I have been advocating this kind of response for over half a decade, ever since the Palestinians raised the possibility of making a unilateral bid for independence at the UN in September 2011. In “Come September“(August 18, 2011), much like Glick’s call in her recent article, I urged that “Israel must credibly convey that support for unilateral Palestinian statehood will not be a cost-free decision for whoever acts to effect it – or fails to act to foil it.” I have advanced this idea repeatedly in subsequent columns –see “Israel’s only option” (December 25, 2014).
Should any measures, not mutually agreed upon, be instituted in international forums to advance the establishment of a Palestinian state, Israel should announce that, since consensual resolution of conflict has proved unattainable, it will seek other alternatives – now unavoidably unilateral.
Next, the Israeli leadership must muster the intellectual integrity not only to identify the Palestinians for what they really are, and what they themselves declare they are: an implacable enemy. Israel must also undertake a policy that reflects this underlying and undeniable truth — now made even more starkly obvious by the recent Palestinian-sponsored UNESCO resolution denying any Jewish connection to the Temple Mount.
Clearly, Israel has no moral obligation or practical interest in sustaining such an enemy’s economy or social order.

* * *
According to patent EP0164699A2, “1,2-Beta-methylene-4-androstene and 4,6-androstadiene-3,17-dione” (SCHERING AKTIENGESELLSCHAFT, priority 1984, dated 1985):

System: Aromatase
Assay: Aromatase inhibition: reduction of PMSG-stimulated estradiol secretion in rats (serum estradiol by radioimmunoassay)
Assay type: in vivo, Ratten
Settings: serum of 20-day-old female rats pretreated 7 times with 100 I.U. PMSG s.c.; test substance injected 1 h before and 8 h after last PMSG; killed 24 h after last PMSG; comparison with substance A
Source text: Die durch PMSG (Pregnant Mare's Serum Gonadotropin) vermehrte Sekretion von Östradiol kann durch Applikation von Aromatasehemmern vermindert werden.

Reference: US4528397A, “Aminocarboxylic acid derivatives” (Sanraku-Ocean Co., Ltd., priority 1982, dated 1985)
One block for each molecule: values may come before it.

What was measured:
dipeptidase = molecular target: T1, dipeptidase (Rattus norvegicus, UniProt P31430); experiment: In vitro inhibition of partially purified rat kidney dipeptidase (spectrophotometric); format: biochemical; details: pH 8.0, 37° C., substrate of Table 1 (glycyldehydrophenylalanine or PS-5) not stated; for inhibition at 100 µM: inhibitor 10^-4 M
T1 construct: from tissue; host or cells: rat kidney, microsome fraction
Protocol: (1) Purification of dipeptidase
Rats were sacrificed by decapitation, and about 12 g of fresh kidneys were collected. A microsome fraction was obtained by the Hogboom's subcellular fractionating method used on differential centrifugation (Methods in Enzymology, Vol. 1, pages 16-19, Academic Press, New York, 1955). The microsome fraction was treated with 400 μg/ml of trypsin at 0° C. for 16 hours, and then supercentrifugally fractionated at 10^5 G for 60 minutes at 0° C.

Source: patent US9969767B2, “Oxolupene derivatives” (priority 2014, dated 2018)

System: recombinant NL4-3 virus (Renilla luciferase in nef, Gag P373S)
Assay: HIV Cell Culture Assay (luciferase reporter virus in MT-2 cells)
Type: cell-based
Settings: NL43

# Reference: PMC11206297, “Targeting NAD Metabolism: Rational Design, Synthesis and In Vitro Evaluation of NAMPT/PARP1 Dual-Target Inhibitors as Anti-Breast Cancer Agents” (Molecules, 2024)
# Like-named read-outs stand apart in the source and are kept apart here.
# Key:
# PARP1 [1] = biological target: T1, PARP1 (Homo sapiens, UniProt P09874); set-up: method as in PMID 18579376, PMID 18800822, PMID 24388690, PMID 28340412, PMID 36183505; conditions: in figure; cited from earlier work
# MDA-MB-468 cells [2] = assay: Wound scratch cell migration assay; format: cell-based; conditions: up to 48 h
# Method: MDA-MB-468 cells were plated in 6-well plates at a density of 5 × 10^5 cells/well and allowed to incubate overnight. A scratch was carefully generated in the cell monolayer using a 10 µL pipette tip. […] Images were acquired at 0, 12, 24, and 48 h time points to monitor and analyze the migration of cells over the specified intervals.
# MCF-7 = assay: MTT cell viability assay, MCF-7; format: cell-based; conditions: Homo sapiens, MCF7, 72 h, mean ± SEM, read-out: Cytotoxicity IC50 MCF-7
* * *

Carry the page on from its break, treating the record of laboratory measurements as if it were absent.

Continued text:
Consequently, should Israel be confronted with an un-vetoed resolution to promote Palestinian statehood, it must convey in unequivocally clear terms to the Palestinians, and to their supporters, that if it is independence they demand, then independent they will have to be.
As a result, Israel will cease, forthwith, to provide all services and merchandise that it provides them today. In other words: no water, electricity, fuel, postal services, communications, port facilities, tax collection or remittances will be supplied by Israel any longer.
After all, what possible claim could be invoked to coerce one sovereign entity to provide for another allegedly sovereign entity – and an overtly adversarial one at that?
Indeed, when Israel declared its independence, no Arab country rushed to help it develop and evolve. Quite the opposite: The Arab world imposed embargoes and boycotts on it, and on anyone with the temerity to conduct commerce with it.
These proposed measures will vividly expose the farcical futility of the Palestinians’ endeavor for statehood, people who — almost two decades after the Oslo accords and massive investment — have not produced anything but an untenable, divided entity, crippled by corruption and cronyism, a dysfunctional polity, an illegitimate president, an unelected prime minister and a feeble economy that — with its minuscule private sector and bloated public one — is unsustainable without the largesse of its alleged “oppressor.”
Nothing could do more to lay bare the absurdity of the Palestinians’ total dependence on the very body from which they seek independence.
Interregnum silver lining?
It is still too early to judge whether fears over some spiteful anti-Israeli initiative at the UN or elsewhere by the outgoing president will be borne out, or whether his party’s sweeping defeat across the board will have left him chastened enough to choose to forego any further adversarial engagement until his successor takes office.
While Israel must be alive to and ready to weather the dangers any such initiative may include, such an act might also present an opportunity for Israel to reiterate that, should anyone wish to impose on it the establishment of yet another homophobic, misogynistic Muslim-majority tyranny — which in all likelihood would become a forward base for radical Islamist terror — that state will have to shoulder the cost of sustaining itself.
That just might have a chilling effect on the world’s enthusiasm for the whole idea of Palestinian statehood.